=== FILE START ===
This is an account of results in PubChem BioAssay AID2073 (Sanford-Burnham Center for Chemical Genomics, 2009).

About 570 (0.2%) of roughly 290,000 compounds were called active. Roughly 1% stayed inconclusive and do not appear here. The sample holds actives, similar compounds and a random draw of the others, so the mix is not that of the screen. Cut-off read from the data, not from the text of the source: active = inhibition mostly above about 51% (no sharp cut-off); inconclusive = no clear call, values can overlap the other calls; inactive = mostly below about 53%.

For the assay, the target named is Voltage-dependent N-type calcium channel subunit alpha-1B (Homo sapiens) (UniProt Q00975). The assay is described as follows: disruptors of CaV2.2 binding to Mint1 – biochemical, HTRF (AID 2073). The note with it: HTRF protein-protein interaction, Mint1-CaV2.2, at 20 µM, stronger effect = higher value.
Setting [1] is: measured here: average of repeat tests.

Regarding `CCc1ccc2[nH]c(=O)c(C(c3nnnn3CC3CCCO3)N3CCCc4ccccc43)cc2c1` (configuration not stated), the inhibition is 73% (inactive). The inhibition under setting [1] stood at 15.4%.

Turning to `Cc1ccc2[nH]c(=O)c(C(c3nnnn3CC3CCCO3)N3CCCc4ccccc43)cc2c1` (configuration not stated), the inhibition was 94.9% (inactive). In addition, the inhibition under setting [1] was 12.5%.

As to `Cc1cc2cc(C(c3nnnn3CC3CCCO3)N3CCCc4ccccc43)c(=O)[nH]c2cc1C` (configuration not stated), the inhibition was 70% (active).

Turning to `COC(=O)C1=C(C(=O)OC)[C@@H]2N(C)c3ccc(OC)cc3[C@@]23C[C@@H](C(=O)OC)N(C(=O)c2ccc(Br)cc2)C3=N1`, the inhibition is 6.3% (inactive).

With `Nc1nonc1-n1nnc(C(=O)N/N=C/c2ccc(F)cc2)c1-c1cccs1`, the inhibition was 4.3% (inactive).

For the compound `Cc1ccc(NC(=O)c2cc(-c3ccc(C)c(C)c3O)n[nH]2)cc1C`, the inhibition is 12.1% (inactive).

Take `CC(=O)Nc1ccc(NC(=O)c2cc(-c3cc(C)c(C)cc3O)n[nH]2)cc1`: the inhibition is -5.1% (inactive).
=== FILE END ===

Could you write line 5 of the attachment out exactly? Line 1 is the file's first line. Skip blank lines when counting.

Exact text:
Regarding `CCc1ccc2[nH]c(=O)c(C(c3nnnn3CC3CCCO3)N3CCCc4ccccc43)cc2c1` (configuration not stated), the inhibition is 73% (inactive). The inhibition under setting [1] stood at 15.4%.